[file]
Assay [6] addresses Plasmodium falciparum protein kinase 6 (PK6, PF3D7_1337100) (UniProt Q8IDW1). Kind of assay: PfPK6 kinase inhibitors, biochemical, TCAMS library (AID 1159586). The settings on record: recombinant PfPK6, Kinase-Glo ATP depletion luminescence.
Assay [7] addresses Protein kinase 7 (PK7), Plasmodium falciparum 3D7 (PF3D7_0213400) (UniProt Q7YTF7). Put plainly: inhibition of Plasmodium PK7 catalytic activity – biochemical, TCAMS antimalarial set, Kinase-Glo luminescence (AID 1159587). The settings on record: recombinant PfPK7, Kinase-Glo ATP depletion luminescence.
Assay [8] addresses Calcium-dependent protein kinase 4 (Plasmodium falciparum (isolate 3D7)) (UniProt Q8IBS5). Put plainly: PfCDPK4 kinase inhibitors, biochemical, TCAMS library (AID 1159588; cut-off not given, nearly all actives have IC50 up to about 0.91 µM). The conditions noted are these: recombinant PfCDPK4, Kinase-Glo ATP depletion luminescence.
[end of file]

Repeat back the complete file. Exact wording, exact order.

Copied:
Assay [6] addresses Plasmodium falciparum protein kinase 6 (PK6, PF3D7_1337100) (UniProt Q8IDW1). Kind of assay: PfPK6 kinase inhibitors, biochemical, TCAMS library (AID 1159586). The settings on record: recombinant PfPK6, Kinase-Glo ATP depletion luminescence.
Assay [7] addresses Protein kinase 7 (PK7), Plasmodium falciparum 3D7 (PF3D7_0213400) (UniProt Q7YTF7). Put plainly: inhibition of Plasmodium PK7 catalytic activity – biochemical, TCAMS antimalarial set, Kinase-Glo luminescence (AID 1159587). The settings on record: recombinant PfPK7, Kinase-Glo ATP depletion luminescence.
Assay [8] addresses Calcium-dependent protein kinase 4 (Plasmodium falciparum (isolate 3D7)) (UniProt Q8IBS5). Put plainly: PfCDPK4 kinase inhibitors, biochemical, TCAMS library (AID 1159588; cut-off not given, nearly all actives have IC50 up to about 0.91 µM). The conditions noted are these: recombinant PfCDPK4, Kinase-Glo ATP depletion luminescence.